The conductor and pianist James Levine died earlier this month, and yesterday’s obituary in the The New York Times is here. Levine was renowned, at least until he wasn’t. I was aware of the sexual assault allegations against Levine from as early as 1973, which surfaced in 2017, leading to the The Boston Globe to refer to him yesterday as “disgraced.”
However, the situation didn’t really pique my curiosity, perhaps because I’ve never tried to stay abreast of classical music even if I enjoy it very much. There’s only so much storage space. There were lawsuits and countersuits, and Levine seemed to be mounting somewhat of a comeback prior to his passing. We move on.
I have a friend who is a teacher and musician. Apparently the gravity of Levine’s past didn’t occur to my friend until he learned of the conductor’s death, at which time a feeling akin to shock set in.
There is a passage in the NYT obit that sticks with me. It seems the Globe had good reason to choose the specific word it did.
In March 2018 The Boston Globe published a long exposé of Mr. Levine’s years with this student ensemble in Cleveland, drawing on some two dozen interviews with former students and musicians, who described a cultlike atmosphere around Mr. Levine, even though he was not much older than they. The participants, who became known as “Levinites,” recalled belittlement by their mentor, loyalty tests and even group sex.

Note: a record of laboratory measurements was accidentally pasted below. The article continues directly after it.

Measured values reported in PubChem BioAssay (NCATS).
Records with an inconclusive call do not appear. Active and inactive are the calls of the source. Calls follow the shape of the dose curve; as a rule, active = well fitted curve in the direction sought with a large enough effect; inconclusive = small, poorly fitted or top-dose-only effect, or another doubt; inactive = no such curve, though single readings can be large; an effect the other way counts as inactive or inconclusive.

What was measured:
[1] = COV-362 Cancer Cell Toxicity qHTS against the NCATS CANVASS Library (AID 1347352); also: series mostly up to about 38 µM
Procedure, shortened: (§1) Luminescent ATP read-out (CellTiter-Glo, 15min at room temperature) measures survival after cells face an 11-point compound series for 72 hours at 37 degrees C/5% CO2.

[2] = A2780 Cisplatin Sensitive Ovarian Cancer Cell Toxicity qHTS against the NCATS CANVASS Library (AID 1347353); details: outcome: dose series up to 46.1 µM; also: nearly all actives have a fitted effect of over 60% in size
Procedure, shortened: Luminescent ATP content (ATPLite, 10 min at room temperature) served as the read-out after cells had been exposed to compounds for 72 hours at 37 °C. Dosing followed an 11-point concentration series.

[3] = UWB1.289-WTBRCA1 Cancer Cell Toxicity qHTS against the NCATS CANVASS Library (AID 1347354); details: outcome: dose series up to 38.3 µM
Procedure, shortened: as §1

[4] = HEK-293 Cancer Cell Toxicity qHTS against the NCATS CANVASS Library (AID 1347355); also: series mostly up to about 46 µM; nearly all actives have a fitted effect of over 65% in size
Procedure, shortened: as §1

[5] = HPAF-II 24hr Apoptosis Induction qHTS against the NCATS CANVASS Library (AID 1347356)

There can’t be an effective cult without the object of the proceedings encouraging the dependency. I’ll dip a toe quite tentatively into the water and suggest that it’s a relatively simple equation to adjudicate sexual abuse compared with unraveling the mystery of why so many people seem drawn to cults of personality, as in this instance, and willfully surrendering chunks of their own autonomy to be immersed in such a dysfunctional orbit.
Granted, cult leaders and serial abusers can be quite skillful in their manipulation, and hence I’m taking great care not to blame victims (even the 74 million Americans recently falling for a particular non-musical political abuser’s persistent grift).
I’d prefer blaming it on late period capitalism’s imperative to create pliable consumers, except that cults extend as far back into history as we have records.
I don’t have any answers, just more questions, and nothing to say to my friend that matters much. Ultimately, groping through a pea soup fog might be the entire point of the exercise. A fellow did wonderful things, and also horrible things. Making sense of it must emanate from an ethical anchor somewhere within ourselves — and self-knowledge is the hardest performance of all.
Photo credit: The Boston Globe.